A few months ago we welcomed a meat curing fridge to our small family of appliances. We may not own a fridge, washer, or dryer, but we now have a mini fridge set aside specifically for the preservation of meats. Comforting, I know.
Of all the homemade bacon and duck prosciutto that’s been (literally) hanging out in the corner, this cured salmon was the only project I truly participated in. And it was I who reaped the majority of the benefits: In salads, arranged neatly on toast, and eaten with my fingers—tender, fall-apart layer by tender, fall-apart layer.
Cured salmon goes by many names: Gravlax, lox, smoked salmon, Nova lox, and more. ( If you care to do more digging, I recommend these posts on the topic from Huff Po and theKitchn.) I’m really only here to tell you that even if you don’t have a culinary bone in your body, you can make this. It doesn’t even require heat. It’s frugal, full of Omega-3’s, and convenient to have on hand when you’re craving salt and protein after a hard workout.
What we made is pretty well agreed upon as gravlax. The word comes from the Scandinavian word grav, which literally means “grave” in Swedish, Norwegian, and Danish, and and or laks, which means “salmon.” Thus, “buried salmon.” Man, I love etymology.
As instructed by Michael Ruhlman and Brian Polcyn, authors of our household bible Charcuterie, simply procure a piece of “very fresh, preferably wild salmon with brightly colored, firm flesh that smells clean and appealing,” bury it in your choice of “optional flavors and seasonings,” wait a few days, and voila. Seriously people, that’s it.
Easier than I ever imagined, I’ll definitely be doing this on a regular basis. Below is the recipe for a fennel-cured fish, but as the authors suggest, you can let your imagination and tastes run wild.*
4 ounces/125 grams sugar (about ½ cup)
6 ounces/180 grams light brown sugar (about 1 packed cup)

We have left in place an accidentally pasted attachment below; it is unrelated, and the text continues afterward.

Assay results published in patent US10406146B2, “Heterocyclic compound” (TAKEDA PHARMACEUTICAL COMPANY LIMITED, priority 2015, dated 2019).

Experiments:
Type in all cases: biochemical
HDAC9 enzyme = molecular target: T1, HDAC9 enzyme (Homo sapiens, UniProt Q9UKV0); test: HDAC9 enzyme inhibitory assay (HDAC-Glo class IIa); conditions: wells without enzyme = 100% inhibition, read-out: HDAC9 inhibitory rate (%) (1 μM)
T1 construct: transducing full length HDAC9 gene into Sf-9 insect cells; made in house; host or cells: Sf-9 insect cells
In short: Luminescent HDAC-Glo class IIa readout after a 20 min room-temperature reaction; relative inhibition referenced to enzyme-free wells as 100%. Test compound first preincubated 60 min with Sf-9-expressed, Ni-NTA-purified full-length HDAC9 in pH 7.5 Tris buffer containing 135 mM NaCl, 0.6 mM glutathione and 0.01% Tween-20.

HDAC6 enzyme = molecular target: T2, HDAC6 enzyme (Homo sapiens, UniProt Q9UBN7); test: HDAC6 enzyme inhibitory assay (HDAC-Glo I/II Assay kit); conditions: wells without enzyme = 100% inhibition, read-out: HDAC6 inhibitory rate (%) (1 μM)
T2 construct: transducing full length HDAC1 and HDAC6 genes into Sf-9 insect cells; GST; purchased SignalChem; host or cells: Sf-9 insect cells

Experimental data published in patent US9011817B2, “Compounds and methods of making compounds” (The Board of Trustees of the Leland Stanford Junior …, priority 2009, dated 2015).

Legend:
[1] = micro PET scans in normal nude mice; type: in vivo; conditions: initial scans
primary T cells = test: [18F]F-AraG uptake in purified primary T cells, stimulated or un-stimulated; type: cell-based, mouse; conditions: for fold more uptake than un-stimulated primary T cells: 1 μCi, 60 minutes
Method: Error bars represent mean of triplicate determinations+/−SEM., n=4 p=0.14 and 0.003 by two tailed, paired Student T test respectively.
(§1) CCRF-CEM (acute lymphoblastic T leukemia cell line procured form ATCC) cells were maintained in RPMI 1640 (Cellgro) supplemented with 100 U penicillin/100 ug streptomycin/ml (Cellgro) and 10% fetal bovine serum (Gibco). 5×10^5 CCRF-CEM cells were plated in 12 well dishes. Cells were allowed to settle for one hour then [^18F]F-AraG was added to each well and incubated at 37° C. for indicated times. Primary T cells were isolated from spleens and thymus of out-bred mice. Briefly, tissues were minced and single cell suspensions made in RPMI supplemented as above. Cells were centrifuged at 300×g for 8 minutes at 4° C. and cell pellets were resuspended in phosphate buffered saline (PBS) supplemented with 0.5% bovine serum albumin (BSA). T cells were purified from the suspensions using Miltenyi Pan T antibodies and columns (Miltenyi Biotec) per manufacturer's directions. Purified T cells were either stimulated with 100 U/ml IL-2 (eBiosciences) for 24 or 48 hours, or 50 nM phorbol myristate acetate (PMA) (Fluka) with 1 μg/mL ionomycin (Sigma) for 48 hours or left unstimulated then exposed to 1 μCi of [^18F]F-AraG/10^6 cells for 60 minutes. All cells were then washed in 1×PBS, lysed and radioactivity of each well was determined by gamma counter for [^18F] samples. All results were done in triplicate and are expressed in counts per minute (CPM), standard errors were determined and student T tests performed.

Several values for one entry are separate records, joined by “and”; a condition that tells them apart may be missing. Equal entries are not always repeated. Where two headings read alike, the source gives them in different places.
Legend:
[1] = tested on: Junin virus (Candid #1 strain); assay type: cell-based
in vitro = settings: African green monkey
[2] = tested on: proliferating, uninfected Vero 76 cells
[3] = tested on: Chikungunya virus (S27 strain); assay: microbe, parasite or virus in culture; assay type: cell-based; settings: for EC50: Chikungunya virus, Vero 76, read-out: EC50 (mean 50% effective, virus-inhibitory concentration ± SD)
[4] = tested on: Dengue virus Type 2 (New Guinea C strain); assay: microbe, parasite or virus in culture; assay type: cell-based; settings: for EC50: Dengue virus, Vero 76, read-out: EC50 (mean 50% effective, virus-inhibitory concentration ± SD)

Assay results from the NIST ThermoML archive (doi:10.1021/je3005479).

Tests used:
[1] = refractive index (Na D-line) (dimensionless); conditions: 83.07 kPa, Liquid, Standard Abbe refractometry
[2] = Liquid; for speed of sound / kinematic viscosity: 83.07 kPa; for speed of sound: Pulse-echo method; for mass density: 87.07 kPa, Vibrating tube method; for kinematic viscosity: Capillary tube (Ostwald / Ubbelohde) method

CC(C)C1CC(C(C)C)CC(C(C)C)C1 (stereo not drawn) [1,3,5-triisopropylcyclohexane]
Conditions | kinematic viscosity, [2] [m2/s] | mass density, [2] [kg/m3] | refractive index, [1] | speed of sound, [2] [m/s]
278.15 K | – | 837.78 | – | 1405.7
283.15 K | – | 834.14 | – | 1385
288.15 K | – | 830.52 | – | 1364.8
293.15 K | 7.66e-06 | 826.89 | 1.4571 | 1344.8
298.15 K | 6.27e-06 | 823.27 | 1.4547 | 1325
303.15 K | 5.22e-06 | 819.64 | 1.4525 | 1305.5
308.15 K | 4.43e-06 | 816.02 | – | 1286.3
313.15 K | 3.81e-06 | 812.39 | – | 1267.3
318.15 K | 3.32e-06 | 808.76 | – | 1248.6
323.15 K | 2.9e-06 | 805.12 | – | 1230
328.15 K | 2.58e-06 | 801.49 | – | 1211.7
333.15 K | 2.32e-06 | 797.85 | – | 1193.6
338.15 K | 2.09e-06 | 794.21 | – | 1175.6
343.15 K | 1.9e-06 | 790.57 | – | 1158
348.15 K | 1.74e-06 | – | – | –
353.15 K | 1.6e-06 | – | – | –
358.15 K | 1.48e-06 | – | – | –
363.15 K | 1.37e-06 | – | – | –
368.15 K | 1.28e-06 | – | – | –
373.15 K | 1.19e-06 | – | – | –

6 ounces/175 grams kosher salt (about 3/4 cup)
One 2- to 3-pound/1- to 1.5 kilogram salmon fillet in one piece, no thicker than 1½ inches/3.5 centimeters, skin on, pinbones removed
1/4 cup/60 milliliters Pernod
1 fennel bulb, with stalks and leaves, thinly sliced
½ cup/65 grams fennel seeds, toasted
2 Tbsp/20 grams white peppercorns, toasted (heat gently in a small, dry skillet until they begin to release their fragrance, a few minutes) and cracked
- Mix the sugars and salt well. Sprinkle half of the mixture over the bottom of a nonreactive pan or baking dish just large enough to hold the salmon. Pan size is important, because the fish will release a lot of liquid, forming a highly seasoned brine in which it will cure, and you want the brine to cover as much of the fish as possible. (If you don’t have a pan the right size, you can use aluminum foil to wrap the fillet in an enclosed package. The salt won’t have enough time to react with the foil.)
- Place the salmon on the salt mixture. Sprinkle both sides of the fish with the Pernod, then cover with the remaining salt mixture. Layer the sliced fennel over the top, followed by the fennel seeds and white peppercorns. Cover with plastic wrap (or enclose completely in the foil.)
- Place a pan on top of the salmon and weight it: A few canned goods will do the trick, as will a brick–try to use 4 to 8 pounds/2 to 5 kilograms. (The idea is to speed up water loss from the salmon by pressing it out, so the more evenly the fish is pressed, the better.) Refrigerate for 48 hours, redistributing the cure ingredients as necessary over the salmon once about midway through the curing. The salmon should be firm to the touch at the thickest part when fully cured. If it still feels raw and squishy, cover and leave in the cure for 24 more hours.
- When the salmon is fully cured, discard the fennel and spices, rinse it well under cool water, and pat it dry. To store it, wrap in butcher’s paper or parchment paper and refrigerate. The salmon will keep for 3 weeks in the refrigerator. Rewrap in fresh paper if the paper becomes too wet.
- There are many ways to serve the cured salmon, but it’s commonly sliced translucently thin. This requires a good slicing knife and some practice, but it makes a big difference in flavor and texture.
*Citrus flavors make for a very bright, fresh cure, and you can try pastrami spices (black pepper and coriander), dill, or horseradish. General guidelines would be the zest of two lemons and two oranges and a squeeze of juice from each; an even coating of pepper and coriander; a generous bunch of dill; or a half cup or so of grated fresh horseradish.